Finger on vintage typewriter machine

Author Spotlight

Ernest Hemingway. I am choosing to start an author spotlight series with Hemingway. I chose him because he is a classic choice. Most of us were forced to read something about or by Ernest Hemingway through our school years.

The book that hooked me was “A Farewell to Arms.” I read this as part of a Literature course in college. I enjoyed the way that Hemingway tells a story. It is bleak and he promises no happy endings. Suffering is a real thing. Bad character traits are a real thing. This particular book was set in WWI. The imagery in this book is beautifully crafted. The plot is unnerving and sad. The characters difficult and flawed. He admitted to rewriting the ending thirty-nine times before he felt it was right.

Ernest Hemingway was an interesting character within his own life. He started writing at a young age, and is reported to have had horrible spelling. He would have loved spell check! A little known fact is that he began his career as a writer in Kansas City. He wrote for the Kansas City Star and enjoyed his first experience of a city. After only 6 months of being a writer, he joined the American Field Service as an ambulance driver and was sent into WWI. He was wounded in the war and shipped home. After coming home he continued writing. Hemingway is also famous for his unsuccessful love life. He married several times but was unable to feel content. He was depressed and fearful. He took his own life in 1961. He left behind pieces of himself within his works. Once you start reading his words it’s hard to not become a fan of both the man and his craft.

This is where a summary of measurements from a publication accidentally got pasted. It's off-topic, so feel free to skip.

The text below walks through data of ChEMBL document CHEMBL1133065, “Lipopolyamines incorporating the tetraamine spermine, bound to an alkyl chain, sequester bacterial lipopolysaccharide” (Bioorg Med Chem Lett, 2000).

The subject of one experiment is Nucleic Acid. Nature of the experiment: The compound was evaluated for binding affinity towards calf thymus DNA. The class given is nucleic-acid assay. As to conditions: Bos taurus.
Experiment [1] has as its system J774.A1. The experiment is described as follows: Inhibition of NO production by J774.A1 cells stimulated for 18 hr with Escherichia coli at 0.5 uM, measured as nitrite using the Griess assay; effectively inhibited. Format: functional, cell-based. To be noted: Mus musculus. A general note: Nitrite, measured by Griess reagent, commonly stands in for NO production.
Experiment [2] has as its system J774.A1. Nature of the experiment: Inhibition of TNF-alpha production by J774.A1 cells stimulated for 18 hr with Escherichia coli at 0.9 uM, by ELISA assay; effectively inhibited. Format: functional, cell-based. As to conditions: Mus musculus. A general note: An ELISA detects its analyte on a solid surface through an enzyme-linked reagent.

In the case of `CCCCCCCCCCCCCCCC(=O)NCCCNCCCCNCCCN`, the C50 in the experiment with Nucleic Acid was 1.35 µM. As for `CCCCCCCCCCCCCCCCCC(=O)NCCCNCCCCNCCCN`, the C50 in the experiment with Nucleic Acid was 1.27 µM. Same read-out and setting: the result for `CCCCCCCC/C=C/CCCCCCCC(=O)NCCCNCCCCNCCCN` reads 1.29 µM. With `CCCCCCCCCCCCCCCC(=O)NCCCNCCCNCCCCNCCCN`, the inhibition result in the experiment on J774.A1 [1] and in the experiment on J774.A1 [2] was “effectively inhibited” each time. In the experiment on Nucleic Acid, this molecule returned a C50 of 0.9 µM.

Quotes that I like from Hemingway:

“There is nothing noble in being superior to your fellow man; true nobility is being superior to your former self.”

“Happiness in intelligent people is the rarest thing I know.”

“The best way to find out if you can trust somebody is to trust them.”

“I love sleep. My life has the tendency to fall apart when I’m awake, you know?”

“My aim is to put down on paper what I see and what I feel in the best and simplest way.”

“Madame, all stories, if continued far enough, end in death, and he is no true-story teller who would keep that from you.”

Any other Hemingway fans? Let’s chat in the comments!

Here are the ones I recommend. The first two are by Hemingway and the third is a fictionalized book about Hemingway and the alleged love of his life.

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